High-speed internet service to be ‘leveling agent’ for West Virginia colleges

Marshall University technologists said many of the state’s campuses haven’t had access to state-of-the-art web networks like Internet2 because of school size and budgetary restrictions.

With the new internet connection, West Virginia K-12 schools and colleges will be able to collaborate with educators and students worldwide, participate in live deep-seas explorations, or practice telemedicine and use other web-based medical applications, for example.

“In rural states like West Virginia, Internet2 is the leveling agent that allows us to compete and collaborate globally while still remaining in our beautiful state,” said Jan Fox, senior vice president for IT and chief information officer for Marshall University.

Funding for West Virginia’s Internet2 project will come from a National Science Foundation grant to West Virginia’s Experimental Program to Stimulate Competitive Research.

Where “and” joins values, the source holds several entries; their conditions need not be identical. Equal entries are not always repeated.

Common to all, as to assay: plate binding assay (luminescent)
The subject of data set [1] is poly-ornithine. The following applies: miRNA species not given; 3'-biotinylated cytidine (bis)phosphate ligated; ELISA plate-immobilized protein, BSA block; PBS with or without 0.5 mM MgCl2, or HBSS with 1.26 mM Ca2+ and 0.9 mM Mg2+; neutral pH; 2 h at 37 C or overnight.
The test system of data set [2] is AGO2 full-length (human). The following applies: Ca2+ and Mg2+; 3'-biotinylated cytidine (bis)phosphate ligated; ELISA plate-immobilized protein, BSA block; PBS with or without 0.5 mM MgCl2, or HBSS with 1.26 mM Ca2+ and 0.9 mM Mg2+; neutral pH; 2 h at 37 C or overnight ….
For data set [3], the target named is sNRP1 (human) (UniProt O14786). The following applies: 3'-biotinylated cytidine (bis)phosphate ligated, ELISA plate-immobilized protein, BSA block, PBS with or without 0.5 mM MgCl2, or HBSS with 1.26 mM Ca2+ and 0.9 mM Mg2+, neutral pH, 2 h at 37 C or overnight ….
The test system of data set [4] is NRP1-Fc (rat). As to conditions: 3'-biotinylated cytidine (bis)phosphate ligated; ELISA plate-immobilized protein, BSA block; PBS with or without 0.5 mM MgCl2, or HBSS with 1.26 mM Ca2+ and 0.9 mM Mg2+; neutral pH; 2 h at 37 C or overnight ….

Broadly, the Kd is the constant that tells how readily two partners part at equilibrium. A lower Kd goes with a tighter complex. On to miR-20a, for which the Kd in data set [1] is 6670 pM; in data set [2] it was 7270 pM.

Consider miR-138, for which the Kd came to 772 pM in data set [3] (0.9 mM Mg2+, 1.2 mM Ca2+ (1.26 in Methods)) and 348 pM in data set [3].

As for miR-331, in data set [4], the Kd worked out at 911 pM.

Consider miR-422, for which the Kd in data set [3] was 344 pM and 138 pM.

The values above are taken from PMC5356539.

The NSF grant was part of the American Recovery and Reinvestment Act, the massive federal stimulus package passed in 2009.

Marshall University received $525,000 to enable its Internet2 connection last year.

While Internet2 has remained a favorite of campus technologists nationwide, web search giant Google also has announced plans to bring high-speed internet to communities with limited access.

Google announced last February a handful of experimental internet networks around the country to ensure that tomorrow’s systems can keep up with online video and other advanced applications that the company will want to deliver.

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